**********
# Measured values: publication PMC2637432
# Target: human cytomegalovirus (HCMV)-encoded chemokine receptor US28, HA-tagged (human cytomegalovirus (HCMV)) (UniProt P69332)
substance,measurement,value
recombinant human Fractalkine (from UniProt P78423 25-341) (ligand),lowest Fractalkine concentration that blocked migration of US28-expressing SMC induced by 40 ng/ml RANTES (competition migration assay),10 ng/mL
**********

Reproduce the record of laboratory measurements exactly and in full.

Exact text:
# Measured values: publication PMC2637432
# Target: human cytomegalovirus (HCMV)-encoded chemokine receptor US28, HA-tagged (human cytomegalovirus (HCMV)) (UniProt P69332)
substance,measurement,value
recombinant human Fractalkine (from UniProt P78423 25-341) (ligand),lowest Fractalkine concentration that blocked migration of US28-expressing SMC induced by 40 ng/ml RANTES (competition migration assay),10 ng/mL